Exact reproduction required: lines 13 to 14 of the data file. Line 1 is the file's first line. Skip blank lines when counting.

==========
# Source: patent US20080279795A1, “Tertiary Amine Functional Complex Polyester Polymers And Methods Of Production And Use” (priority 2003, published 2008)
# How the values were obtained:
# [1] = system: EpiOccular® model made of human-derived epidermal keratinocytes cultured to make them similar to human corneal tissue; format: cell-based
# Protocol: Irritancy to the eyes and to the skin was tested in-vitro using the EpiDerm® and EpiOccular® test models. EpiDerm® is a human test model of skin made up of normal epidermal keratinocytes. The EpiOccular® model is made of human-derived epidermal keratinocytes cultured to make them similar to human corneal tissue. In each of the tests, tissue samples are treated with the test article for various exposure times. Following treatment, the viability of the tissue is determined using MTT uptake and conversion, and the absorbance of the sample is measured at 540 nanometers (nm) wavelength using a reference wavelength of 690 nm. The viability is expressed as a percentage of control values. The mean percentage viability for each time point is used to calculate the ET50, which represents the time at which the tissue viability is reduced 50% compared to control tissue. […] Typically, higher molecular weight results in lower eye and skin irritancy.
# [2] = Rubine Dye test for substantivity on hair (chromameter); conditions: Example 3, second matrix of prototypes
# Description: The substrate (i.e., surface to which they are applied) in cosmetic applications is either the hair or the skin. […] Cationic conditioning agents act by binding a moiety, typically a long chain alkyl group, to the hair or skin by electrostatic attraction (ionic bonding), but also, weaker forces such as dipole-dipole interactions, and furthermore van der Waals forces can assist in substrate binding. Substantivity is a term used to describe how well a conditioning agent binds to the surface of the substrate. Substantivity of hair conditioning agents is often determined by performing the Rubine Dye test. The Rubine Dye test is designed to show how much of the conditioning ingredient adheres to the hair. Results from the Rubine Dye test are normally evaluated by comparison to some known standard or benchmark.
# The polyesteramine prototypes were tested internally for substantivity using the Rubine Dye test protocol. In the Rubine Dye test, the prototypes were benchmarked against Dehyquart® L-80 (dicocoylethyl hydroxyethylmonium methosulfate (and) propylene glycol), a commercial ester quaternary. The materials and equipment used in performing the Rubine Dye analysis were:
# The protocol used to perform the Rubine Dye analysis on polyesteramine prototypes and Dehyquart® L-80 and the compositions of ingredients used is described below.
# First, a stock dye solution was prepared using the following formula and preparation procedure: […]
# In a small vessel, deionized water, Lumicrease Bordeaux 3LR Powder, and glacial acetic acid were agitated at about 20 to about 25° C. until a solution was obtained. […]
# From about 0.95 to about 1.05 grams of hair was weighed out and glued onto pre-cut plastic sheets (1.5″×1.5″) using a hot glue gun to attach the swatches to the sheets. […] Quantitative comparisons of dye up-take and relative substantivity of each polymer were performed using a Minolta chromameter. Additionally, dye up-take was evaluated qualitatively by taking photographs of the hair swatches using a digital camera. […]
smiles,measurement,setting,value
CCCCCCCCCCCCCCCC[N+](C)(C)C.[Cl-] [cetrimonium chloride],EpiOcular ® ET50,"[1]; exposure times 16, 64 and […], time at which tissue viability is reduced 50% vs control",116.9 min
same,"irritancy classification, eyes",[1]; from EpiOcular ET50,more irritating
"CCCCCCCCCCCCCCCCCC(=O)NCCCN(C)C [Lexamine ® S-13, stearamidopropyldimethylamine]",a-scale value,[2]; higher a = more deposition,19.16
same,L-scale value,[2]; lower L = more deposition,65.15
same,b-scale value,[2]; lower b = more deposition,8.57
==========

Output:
CCCCCCCCCCCCCCCC[N+](C)(C)C.[Cl-] [cetrimonium chloride],EpiOcular ® ET50,"[1]; exposure times 16, 64 and […], time at which tissue viability is reduced 50% vs control",116.9 min
same,"irritancy classification, eyes",[1]; from EpiOcular ET50,more irritating